There’s nothing like a good cruise! Sure the food and entertainment are great, but the casino is where I have my most fun on the ship. There’s nothing like winning $5 on a $1 bet, good times. Or that time I won $500 on $100– I mean I could go on and on about my big wins and big losses, but that’s not what this week’s blog is all about.
Today I’m taking on BIG data– by analyzing some of the industries that use it and how they can better use it. When I looked for examples of big data use I ran across an article about casinos and I thought–JACKPOT– I know what I’m going to write about.. so here I go.
While my love for casinos started on cruise ships, it hasn’t stopped there. While I don’t go out looking for places to play slots, if I have an opportunity I take advantage of it. For anyone who hasn’t been in a casino before it can be a little overwhelming. There are machines everywhere– rows upon rows. I always go in and look for my favorite games and never put much thought into how the floor was setup— until now. There’s a method to the layout madness. Casinos use big data to help determine what machines should be where. If a machine is a hot machine, it’s getting a key spot on the casino floor. After all, you want to make sure the hottest machines are the easiest to find.
Big data is also being used to get us to spend big. According to Yahoo Finance, casino resorts are tracking the spending habits of their customers while they stay at their hotels. Yahoo says that information is used to come up with incentives that keep the big spenders spending! That kind of tracking is not just limited to the casino resorts– I’ve also seen it in on the cruise ship.
When you play slots on most ships you insert your sign and sail card into your machine. Those cards are used to collect data on your spending through a points system. On a Carnival ship for instance, there are incentives tied to those points. The more you spend, the more you get. For example 1,500 points — which equals to $1,500 gets you free drinks in the casino through the end of your cruise. For someone who’s a drinker– what could be a better incentive, right? I’ve also personally noticed that my spending in the casino has been tracked to offer me special rates to go on casino specific cruises.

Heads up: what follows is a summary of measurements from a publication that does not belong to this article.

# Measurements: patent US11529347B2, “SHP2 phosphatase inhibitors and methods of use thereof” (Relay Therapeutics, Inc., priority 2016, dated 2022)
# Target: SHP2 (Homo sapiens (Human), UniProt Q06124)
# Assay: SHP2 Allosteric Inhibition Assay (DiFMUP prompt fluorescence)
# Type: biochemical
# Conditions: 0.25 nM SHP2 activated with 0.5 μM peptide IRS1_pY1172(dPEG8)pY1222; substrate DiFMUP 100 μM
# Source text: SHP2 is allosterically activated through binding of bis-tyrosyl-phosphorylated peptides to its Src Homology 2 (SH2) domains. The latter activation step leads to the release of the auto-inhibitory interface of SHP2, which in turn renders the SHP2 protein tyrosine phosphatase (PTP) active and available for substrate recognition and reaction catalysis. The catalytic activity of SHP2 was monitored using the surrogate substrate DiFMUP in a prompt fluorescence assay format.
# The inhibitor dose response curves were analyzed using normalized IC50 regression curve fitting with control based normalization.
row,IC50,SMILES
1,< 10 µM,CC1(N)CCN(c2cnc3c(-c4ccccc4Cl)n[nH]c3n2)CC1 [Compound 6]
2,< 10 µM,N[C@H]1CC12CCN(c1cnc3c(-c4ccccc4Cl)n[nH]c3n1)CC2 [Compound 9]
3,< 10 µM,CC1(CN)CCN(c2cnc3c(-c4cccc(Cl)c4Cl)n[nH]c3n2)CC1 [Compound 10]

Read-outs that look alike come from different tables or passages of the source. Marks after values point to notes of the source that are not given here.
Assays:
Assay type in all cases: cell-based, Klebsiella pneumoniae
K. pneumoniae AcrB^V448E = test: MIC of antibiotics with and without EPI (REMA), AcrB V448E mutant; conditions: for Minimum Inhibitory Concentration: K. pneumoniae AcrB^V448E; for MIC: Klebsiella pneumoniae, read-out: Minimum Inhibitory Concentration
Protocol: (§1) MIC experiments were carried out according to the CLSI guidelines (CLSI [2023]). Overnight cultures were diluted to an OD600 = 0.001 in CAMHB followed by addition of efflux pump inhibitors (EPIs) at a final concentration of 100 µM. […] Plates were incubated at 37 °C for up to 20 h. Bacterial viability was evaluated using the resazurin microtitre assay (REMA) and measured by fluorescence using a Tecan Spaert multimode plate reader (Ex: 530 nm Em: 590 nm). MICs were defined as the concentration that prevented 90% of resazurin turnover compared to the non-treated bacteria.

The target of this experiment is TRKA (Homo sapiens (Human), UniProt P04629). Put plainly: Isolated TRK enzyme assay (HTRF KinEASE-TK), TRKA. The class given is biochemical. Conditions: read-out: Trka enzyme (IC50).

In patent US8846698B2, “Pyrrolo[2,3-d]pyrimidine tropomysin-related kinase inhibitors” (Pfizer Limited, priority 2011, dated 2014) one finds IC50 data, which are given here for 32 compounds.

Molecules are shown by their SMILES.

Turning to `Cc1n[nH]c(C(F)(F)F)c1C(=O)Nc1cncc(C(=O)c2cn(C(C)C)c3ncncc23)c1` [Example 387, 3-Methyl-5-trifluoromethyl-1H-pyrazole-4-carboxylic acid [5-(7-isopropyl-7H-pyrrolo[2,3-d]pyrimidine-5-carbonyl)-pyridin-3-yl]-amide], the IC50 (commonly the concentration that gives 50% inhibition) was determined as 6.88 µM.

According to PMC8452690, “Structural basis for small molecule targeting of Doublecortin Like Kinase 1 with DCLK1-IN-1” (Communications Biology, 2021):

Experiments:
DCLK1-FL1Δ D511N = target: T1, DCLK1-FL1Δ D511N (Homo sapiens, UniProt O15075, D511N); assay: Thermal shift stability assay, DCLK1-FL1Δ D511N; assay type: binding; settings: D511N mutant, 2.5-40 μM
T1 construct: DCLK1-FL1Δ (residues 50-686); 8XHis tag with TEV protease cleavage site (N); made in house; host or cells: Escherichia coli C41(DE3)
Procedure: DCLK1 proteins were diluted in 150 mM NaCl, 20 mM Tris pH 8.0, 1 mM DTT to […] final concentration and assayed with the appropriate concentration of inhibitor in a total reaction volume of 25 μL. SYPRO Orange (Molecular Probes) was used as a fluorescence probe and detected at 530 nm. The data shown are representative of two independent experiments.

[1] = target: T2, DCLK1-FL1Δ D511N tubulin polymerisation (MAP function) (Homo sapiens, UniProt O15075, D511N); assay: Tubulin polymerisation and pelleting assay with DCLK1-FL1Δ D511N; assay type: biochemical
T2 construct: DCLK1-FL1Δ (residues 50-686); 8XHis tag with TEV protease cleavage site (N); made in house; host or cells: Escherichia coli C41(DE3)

Now, while I’ve expressed my love for a good slot machine– gambling isn’t always all fun and games. According to addictions.com there are at least 750,000 people dealing with some sort of gambling addiction. To be clear we’re not just talking about casinos– however, they are definitely getting richer off of big data.
While profits are great, there are people fighting addictions who need help and just maybe big data can give them that. As I mentioned before, some casinos offer cards that will help track your spending on slot machines etc– it’s optional but maybe it shouldn’t be. Maybe we should require our gamblers to tell us about themselves. Why? Maybe just like a bartender cuts off the obviously drunk person at a bar– we cut off the person that can’t afford to play any more. If your profile tells me you’re a single parent of 4– who makes $10 an hour but every Friday you’re throwing hundreds of dollars in a slot machine– that’s setting off red flags. Or maybe every few pulls of the lever the machine will throw you a bone and you might actually walk away making more than you spend.
Of course this is a pretty far fetched idea, but if we’re looking at what we can do with big data why not think big and out of the box.
Gambling is a game of chance—but big data could be used to give someone a chance at a life they never thought was possible.